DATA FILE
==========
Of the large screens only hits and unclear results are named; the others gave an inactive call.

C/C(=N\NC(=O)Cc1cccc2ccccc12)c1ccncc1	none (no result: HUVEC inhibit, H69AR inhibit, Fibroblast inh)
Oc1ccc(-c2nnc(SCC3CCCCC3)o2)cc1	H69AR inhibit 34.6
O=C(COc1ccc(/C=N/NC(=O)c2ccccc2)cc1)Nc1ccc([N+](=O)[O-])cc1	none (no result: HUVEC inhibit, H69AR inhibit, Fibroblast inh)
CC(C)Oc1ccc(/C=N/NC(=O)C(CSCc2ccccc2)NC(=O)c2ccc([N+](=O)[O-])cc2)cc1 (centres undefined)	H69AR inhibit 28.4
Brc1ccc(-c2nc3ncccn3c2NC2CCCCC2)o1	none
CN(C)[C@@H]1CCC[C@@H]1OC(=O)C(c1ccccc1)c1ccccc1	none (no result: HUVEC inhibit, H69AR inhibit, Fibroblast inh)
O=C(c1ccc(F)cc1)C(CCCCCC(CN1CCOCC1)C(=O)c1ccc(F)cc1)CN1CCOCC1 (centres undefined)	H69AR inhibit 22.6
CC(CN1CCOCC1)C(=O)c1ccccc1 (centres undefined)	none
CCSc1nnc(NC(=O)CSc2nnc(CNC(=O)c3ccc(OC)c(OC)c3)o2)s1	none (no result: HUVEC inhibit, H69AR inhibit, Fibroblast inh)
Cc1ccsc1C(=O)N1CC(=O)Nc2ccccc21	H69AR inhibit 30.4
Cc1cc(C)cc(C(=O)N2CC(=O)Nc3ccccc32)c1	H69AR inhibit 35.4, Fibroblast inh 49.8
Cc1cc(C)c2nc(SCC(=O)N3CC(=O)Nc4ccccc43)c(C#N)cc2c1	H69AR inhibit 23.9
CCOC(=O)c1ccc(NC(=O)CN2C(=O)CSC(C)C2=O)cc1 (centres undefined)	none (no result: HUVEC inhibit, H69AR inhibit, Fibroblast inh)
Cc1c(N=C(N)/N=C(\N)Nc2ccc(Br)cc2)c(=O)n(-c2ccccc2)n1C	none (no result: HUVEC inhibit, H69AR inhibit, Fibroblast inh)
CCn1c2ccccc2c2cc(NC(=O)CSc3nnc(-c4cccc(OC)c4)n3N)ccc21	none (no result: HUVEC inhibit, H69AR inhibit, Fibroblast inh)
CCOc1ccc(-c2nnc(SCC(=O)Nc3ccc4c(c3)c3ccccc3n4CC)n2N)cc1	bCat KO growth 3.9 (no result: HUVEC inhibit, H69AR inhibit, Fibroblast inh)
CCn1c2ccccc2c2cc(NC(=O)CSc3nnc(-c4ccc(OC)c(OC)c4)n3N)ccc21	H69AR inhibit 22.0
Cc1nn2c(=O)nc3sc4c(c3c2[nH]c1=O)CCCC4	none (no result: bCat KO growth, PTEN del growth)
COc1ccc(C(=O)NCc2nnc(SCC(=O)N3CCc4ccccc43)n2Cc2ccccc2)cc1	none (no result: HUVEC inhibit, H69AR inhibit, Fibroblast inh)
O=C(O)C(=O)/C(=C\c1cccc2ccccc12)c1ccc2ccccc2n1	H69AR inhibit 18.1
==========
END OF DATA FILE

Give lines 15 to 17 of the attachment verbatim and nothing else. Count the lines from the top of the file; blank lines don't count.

Cc1c(N=C(N)/N=C(\N)Nc2ccc(Br)cc2)c(=O)n(-c2ccccc2)n1C	none (no result: HUVEC inhibit, H69AR inhibit, Fibroblast inh)
CCn1c2ccccc2c2cc(NC(=O)CSc3nnc(-c4cccc(OC)c4)n3N)ccc21	none (no result: HUVEC inhibit, H69AR inhibit, Fibroblast inh)
CCOc1ccc(-c2nnc(SCC(=O)Nc3ccc4c(c3)c3ccccc3n4CC)n2N)cc1	bCat KO growth 3.9 (no result: HUVEC inhibit, H69AR inhibit, Fibroblast inh)